the Little Red Reviewer

Storytelling in the Goldilocks Zone

Posted on: July 15, 2019

Ten years ago I wouldn’t have known a novella if one bit me on the ass.

 

Five years ago,  novellas were those things in short story collections that I avoided, because I thought they were too long.

 

Novellas are weird little things – way way too long to be short story,  way way to short to be a novel. The author doesn’t have to worry about the space limitations of a short story, but they don’t have the space to tell a generation spanning sprawling epic, either.

 

if short stories are the Tiny Houses of the story telling world, and doorstopper novels are the McMansions,  then novellas sit in the goldilocks zone of just the right size. You know that house that’s just big enough for your family and your pets and all your stuff (and it’s got a great backyard!), but no so large that you have to “fill it up” with furniture, clutter, and other crap you don’t need?  That’s a novella.

 

Because there are space limitations, the author does have to make every word, every scene count, there’s no space for extraneous scenes that don’t push the story forward.  But because the author has more space than they would if they were writing say, a 5,000 word story,  there’s plenty of space for characterization,  great dialog, action, plenty of space (between 100 and 200 pages worth!) for the reader to get completely immersed in what is going on.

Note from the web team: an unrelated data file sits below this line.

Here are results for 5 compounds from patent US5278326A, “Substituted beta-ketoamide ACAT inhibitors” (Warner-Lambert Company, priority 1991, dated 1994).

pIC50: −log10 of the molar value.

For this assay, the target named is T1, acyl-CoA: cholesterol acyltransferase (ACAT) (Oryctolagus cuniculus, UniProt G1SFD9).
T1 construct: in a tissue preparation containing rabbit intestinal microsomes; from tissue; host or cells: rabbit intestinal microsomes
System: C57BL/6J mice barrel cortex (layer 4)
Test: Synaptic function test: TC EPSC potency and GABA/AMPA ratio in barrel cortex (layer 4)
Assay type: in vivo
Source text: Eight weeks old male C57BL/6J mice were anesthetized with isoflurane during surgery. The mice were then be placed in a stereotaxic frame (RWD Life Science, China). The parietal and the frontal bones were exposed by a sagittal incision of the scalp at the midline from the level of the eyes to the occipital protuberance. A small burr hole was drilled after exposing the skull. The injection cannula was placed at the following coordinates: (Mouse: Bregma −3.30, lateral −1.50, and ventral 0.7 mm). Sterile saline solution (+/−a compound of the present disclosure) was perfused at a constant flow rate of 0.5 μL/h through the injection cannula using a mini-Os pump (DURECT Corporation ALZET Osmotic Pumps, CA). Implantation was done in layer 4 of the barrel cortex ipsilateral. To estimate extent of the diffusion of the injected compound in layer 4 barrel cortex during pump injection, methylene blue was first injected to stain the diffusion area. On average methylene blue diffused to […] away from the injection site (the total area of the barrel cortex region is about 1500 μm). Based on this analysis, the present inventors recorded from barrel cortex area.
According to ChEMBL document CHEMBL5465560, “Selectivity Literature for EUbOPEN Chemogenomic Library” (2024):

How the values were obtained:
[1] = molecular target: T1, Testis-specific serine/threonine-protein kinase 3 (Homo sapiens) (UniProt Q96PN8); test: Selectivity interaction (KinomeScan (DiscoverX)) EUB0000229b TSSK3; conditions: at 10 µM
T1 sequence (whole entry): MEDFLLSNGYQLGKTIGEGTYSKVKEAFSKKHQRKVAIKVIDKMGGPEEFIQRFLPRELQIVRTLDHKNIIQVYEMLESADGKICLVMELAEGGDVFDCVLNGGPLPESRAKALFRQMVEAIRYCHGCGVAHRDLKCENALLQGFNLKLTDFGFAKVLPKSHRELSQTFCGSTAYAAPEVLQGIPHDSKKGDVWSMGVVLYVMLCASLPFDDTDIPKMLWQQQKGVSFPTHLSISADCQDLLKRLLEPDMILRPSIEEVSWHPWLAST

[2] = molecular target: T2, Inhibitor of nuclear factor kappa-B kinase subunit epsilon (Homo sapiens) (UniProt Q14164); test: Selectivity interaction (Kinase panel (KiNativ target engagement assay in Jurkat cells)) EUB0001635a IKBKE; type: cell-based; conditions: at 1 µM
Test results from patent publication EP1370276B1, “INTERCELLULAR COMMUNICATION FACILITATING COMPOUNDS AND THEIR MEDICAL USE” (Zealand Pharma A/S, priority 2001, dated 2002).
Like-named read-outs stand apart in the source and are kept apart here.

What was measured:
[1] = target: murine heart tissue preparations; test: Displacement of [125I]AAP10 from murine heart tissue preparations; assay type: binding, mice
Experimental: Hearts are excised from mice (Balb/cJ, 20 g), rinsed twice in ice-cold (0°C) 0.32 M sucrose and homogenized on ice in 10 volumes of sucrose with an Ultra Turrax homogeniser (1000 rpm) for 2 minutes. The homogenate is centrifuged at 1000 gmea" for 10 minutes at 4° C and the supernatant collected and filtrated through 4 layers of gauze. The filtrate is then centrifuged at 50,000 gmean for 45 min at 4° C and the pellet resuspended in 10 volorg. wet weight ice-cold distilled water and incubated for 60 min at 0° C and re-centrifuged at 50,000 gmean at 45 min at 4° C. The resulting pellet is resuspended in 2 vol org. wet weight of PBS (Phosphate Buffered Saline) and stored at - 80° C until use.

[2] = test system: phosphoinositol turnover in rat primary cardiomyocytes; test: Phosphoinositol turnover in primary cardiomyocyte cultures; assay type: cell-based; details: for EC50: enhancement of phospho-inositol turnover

These last few years, Tor has been absolutely rocking the novella game.  Ten years ago I would have said “you want how much money for a 150 page book???”  and because of the excellent novellas that have been coming out recently, these days I’m more like “A book I can read in an afternoon? Shut up and take my money!”

 

Introduction over,  let’s talk about super fun science fiction and fantasy novellas that have come out these last few years.  This is no where close to an exhaustive list of all the wonderful novellas that have come out in the last few years, just a handful of my favorites. If you’re not sure about novellas,  here are some great ones to start with:

 

All Systems Red by Martha Wells – you haven’t read Murderbot yet?  Do not pass go, do not collect $200. Go to the bookstore and get yourself some Murderbot diaries novellas!  you can thank me later.  There are four novellas in this series, and if they aren’t yet available as an omnibus, I’m sure they will be soon.

 

Binti by Nnedi Okorafor – Oh, you like brilliant mathematicians who have to sneak out of the house in the middle of the night, and survive and alien attack, all so she can go the galactic university? yeah, things get kinda awkward when she does back home. Another must read, there are 3 novellas in this series, and it is available as an omnibus.